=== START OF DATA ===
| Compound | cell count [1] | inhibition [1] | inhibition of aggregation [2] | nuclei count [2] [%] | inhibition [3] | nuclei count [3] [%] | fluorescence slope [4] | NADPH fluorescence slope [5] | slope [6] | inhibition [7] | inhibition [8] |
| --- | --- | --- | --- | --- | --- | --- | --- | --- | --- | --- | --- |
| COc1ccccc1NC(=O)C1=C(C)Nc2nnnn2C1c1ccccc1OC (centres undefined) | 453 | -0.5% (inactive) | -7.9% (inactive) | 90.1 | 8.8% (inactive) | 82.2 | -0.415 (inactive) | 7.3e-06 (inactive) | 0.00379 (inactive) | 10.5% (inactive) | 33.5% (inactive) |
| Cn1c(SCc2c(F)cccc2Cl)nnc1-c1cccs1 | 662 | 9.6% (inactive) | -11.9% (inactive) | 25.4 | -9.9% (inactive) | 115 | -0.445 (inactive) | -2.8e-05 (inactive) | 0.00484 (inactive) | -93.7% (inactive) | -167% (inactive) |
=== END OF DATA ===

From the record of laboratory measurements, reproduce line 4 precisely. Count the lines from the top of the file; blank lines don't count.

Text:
| Cn1c(SCc2c(F)cccc2Cl)nnc1-c1cccs1 | 662 | 9.6% (inactive) | -11.9% (inactive) | 25.4 | -9.9% (inactive) | 115 | -0.445 (inactive) | -2.8e-05 (inactive) | 0.00484 (inactive) | -93.7% (inactive) | -167% (inactive) |